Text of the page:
Four in 10 churchgoers only want to go to a service if everyone is required to show a corona pass in order to get in, according to new research.
Around one in five do not have a strong opinion, but almost half of Roman Catholic worshippers believe in a pass policy, a survey of around 1,000 frequent churchgoers has found.
Half of people surveyed thought that unvaccinated churchgoers were putting others at risk, and vaccination levels in this community roughly match the general population – except in several, small orthodox Protestant denominations where the levels are ‘significantly lower’, reports NPO Radio 1.
From Saturday September 25, the government is dropping its obligatory 1.5m distance ruling, but asking bars, restaurants, and indoor locations to require a valid coronavirus entry pass to admit anyone over 12. The pass shows that someone has been fully vaccinated, has valid proof of recovery or a negative result from a coronavirus test in the previous 24 hours.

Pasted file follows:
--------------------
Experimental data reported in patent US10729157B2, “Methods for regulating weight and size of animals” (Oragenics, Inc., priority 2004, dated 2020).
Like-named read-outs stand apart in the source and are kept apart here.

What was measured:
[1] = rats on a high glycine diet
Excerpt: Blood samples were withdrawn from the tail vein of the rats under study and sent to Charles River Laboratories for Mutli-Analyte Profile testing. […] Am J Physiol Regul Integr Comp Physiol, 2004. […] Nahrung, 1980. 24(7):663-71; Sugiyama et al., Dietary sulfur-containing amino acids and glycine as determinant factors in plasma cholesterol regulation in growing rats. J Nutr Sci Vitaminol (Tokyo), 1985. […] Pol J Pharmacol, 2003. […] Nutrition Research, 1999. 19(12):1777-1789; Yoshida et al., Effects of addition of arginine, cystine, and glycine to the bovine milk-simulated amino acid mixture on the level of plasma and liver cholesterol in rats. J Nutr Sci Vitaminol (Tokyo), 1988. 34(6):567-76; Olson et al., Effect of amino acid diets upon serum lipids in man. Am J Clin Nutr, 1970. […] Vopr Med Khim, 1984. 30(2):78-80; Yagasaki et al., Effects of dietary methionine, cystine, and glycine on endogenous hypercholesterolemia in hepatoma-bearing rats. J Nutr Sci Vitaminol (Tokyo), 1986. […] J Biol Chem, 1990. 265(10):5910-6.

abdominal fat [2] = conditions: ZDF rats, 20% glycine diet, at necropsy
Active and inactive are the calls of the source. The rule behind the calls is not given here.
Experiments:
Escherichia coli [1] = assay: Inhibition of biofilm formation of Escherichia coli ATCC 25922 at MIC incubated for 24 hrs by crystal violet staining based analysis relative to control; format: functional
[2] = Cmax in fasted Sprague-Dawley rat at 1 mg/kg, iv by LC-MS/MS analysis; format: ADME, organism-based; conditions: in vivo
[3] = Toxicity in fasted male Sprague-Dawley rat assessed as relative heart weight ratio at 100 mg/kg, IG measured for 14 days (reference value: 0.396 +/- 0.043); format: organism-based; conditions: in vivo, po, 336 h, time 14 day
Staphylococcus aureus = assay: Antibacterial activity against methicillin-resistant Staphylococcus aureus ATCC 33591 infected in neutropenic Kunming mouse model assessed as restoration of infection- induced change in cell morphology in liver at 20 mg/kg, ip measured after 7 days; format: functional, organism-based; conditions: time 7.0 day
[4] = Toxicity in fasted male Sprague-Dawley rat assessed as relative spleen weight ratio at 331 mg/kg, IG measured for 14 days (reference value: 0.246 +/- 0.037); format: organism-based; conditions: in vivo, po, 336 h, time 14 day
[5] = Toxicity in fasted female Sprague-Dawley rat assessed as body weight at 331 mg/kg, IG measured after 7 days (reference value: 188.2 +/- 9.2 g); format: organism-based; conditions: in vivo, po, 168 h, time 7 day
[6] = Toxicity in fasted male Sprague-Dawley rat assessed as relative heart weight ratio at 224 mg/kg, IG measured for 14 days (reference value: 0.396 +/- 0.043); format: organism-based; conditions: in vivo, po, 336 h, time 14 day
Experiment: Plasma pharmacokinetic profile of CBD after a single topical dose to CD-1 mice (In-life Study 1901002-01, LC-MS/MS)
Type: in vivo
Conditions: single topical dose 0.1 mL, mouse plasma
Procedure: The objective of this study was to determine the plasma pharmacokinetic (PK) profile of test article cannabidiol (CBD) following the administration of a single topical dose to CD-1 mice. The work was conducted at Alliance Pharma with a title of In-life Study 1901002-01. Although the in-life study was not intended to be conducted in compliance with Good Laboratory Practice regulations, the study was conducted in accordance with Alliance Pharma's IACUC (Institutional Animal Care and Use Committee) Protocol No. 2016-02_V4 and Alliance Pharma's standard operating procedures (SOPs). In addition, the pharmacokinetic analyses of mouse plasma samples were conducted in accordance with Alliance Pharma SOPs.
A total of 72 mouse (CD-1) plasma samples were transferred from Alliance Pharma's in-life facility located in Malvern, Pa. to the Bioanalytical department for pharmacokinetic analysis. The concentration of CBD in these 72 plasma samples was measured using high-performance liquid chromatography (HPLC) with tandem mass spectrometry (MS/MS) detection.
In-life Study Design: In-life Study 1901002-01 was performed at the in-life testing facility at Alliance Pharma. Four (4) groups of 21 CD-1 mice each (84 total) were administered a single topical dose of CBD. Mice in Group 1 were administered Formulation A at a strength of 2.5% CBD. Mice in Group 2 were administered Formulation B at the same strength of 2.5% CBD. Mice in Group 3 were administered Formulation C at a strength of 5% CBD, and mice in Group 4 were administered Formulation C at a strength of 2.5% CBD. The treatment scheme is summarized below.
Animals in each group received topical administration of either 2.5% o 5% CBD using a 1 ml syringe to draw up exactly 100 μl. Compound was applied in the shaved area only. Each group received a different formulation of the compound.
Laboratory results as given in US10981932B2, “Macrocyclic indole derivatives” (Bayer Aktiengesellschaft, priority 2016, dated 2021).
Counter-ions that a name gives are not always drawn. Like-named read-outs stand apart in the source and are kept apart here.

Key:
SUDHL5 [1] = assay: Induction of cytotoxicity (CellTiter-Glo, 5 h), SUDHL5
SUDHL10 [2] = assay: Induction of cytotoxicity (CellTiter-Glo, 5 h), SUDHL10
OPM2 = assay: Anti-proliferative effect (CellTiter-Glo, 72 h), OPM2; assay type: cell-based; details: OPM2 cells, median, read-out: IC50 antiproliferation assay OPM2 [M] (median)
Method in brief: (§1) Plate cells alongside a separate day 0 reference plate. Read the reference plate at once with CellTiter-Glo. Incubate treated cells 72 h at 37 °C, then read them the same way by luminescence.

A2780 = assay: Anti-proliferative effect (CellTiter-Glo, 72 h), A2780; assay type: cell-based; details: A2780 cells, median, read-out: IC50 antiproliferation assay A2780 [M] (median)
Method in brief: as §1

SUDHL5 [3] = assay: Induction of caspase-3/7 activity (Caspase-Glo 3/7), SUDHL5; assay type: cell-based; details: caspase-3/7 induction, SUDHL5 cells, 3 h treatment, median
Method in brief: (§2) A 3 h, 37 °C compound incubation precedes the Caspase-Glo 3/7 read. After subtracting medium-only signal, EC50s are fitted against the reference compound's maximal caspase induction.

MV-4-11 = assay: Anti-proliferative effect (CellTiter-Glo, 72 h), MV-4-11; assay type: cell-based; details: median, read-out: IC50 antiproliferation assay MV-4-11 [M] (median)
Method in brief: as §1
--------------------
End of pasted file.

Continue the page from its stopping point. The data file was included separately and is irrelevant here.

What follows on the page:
A government spokesman told DutchNews.nl that although the pass system initially only worked with ‘a limited number of browsers’ to connect with the official DigiD identity system, it can now ‘support most of them.’
However, non-EU visitors cannot use the pass unless their vaccination certificates are compatible with the European Digital Coronavirus Certificate (DCC), which is not the case for people from the UK or the US.
More than 32 million QR-codes have successfully been issued, a health department spokesman told DutchNews.nl. ‘In the future, the NHS app may be connected to the DCC,’ he added. ‘Talks about this are ongoing at a European level.’
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